Since childhood, I had dreamt of becoming a physician. When I became pregnant at sixteen, the summer before my senior year, that dream seemed out of reach. My son Jonathan was born three weeks before high school graduation. Despite many obstacles, I was able to enroll in college at the University of Nevada in Reno. I had financial challenges. I was able to work during my freshman year but there never seemed to be enough hours in the day to study, work and take care of my son. In addition, I didn’t have much guidance how to succeed in college. My mother was a single mother and never attended college. My father had been out of the picture. My path seemed incredibly hard and I didn’t have someone who could guide me and encourage me.
Fortunately, I applied for a scholarship from a women’s organization and I was very grateful to receive it. I also gained a mentor. Alice didn’t look like me and it was clear we didn’t have the same background. We were a generation apart, she was white and I am black, I was struggling financially and she was successful businesswoman. Yet, she saw something in me and made the choice to approach me and extend her hand and heart.
Over the years, she had provided clothes and bicycles for Jonathan. She would ask me to write a ‘wish list’ for Jonathan and I was always reluctant to tell her what Jonathan needed, but she, as a another mother, added items she knew that Jonathan would benefit from receiving. She provided guidance, encouragement and support as I began the process of applying to medical school. She believed that I, a single teenage mother, could become a doctor. Alice taught me about being resourceful. She was so encouraging, that when I doubted my own abilities, it was reassuring to know that someone believed in me–that someone put their time and energy into helping to fulfill a young girl’s dream to make a difference in the world. And when I graduated from Stanford Medical School in 2003, she proudly sat in the front row alongside my family, beaming as much as they were.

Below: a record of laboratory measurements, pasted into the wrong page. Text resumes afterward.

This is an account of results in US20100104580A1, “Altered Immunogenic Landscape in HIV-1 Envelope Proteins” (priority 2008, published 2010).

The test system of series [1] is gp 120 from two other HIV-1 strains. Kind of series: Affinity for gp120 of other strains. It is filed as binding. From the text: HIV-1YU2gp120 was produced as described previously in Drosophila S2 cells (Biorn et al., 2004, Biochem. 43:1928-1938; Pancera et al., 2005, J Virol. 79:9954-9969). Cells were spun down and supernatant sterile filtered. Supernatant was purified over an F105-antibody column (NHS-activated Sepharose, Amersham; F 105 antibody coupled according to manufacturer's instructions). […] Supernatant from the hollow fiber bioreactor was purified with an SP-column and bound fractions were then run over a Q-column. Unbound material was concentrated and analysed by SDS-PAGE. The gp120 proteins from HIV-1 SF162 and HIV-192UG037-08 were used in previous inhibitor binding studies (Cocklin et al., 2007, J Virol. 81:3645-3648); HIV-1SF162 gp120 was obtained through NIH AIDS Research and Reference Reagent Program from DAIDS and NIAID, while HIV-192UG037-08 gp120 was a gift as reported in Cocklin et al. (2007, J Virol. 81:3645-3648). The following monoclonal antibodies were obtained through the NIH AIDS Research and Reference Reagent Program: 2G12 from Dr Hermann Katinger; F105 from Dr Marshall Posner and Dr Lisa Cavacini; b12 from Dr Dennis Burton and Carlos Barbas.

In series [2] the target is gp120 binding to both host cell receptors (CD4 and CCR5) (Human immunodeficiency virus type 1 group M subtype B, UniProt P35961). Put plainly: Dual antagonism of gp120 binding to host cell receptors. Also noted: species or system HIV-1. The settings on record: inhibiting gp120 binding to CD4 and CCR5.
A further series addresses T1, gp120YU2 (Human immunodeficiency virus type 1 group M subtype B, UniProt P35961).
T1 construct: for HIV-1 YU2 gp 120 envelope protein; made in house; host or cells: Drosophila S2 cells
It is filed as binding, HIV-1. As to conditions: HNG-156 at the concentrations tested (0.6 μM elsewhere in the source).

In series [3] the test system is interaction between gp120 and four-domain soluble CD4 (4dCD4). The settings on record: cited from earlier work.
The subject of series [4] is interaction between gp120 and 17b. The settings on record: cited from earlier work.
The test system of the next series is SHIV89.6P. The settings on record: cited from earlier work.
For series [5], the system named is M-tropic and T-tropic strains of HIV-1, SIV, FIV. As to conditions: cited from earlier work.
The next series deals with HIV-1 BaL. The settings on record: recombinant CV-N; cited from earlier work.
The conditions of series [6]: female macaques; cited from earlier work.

Alice became my mentor sixteen years ago. Now, I am that successful physician and mother that I dreamed of becoming. Over the years, our relationship has evolved and she continues to be my mentor while I mentor pre-medical students who are working towards achieving their dreams. For teens who make choices that have significant consequences, such as teenage pregnancy, substance abuse, legal concerns, etc. often society assumes that these adolescents won’t go on to do very much in life. Their families may have given up hope. There is society’s concern that they may drain a community’s resources rather than positively contribute to the community. With support, I believe that many of these young people can get back on track and still lead successful lives, but they need others to believe in them so that they feel confident and worthy of doing so. In addition, mentors can guide teens, so that they don’t continue to make decisions that make their lives more challenging or difficult. Mentors don’t have to be the same gender, same profession, same race, all that is needed is some life experience, some time, and genuine desire to help a young person move forward in their life. My relationship with Alice made all the difference in my life and I am the grateful result of the power of mentorship.
For more information on mentoring: www.mentoring.org
You can find Dr. Melanie Watkins book “Taking My Medicine: My Journey from Teenage Mother to Physician” on amazon and you may contact her at www.drmelaniewatkins.com.